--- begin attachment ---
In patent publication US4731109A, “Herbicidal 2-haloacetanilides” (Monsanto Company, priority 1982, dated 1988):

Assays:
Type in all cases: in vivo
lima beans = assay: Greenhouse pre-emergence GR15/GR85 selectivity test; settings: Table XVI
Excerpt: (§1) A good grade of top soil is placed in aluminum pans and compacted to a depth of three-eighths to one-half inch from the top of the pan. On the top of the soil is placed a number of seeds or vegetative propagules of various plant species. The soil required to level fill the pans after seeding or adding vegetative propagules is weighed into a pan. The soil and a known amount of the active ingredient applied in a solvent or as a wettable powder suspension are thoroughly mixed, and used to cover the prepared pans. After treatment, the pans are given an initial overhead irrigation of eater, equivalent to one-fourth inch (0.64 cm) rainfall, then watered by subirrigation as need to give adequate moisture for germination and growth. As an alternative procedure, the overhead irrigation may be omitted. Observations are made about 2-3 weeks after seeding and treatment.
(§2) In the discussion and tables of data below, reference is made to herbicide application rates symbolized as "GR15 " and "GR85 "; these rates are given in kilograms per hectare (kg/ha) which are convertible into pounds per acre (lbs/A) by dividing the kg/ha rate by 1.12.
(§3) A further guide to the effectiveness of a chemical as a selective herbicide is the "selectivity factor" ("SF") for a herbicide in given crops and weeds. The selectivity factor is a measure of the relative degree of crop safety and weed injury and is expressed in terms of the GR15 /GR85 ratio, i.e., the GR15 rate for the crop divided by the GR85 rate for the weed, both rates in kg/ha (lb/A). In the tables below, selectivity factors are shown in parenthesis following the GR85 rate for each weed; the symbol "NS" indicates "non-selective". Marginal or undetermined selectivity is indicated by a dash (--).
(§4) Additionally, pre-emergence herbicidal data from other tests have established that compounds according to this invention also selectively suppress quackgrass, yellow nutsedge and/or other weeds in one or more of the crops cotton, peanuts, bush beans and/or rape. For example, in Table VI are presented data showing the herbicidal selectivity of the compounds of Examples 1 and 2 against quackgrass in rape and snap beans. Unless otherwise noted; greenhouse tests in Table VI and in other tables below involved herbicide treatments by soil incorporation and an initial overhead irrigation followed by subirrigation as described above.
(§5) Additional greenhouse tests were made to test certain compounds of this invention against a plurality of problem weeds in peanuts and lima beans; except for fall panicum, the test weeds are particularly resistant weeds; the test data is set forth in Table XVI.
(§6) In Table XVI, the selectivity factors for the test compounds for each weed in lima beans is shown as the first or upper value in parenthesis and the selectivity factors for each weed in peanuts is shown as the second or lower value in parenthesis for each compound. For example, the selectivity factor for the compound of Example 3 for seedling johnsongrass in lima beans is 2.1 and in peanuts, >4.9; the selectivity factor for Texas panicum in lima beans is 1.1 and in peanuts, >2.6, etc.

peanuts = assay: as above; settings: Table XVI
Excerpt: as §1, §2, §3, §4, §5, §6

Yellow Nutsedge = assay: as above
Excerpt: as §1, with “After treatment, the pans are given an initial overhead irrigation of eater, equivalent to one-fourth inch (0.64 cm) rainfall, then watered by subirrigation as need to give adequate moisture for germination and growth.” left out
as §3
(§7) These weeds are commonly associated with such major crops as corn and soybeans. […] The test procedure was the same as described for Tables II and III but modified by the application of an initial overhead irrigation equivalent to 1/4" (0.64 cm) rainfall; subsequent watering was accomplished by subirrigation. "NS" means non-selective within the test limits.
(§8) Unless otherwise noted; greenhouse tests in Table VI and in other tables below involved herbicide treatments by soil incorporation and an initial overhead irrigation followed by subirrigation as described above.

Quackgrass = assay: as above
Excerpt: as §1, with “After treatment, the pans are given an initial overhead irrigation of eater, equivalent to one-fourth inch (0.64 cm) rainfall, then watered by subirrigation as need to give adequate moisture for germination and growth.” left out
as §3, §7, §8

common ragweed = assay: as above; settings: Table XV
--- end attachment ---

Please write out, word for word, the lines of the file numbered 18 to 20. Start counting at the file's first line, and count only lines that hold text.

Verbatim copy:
Quackgrass = assay: as above
Excerpt: as §1, with “After treatment, the pans are given an initial overhead irrigation of eater, equivalent to one-fourth inch (0.64 cm) rainfall, then watered by subirrigation as need to give adequate moisture for germination and growth.” left out
as §3, §7, §8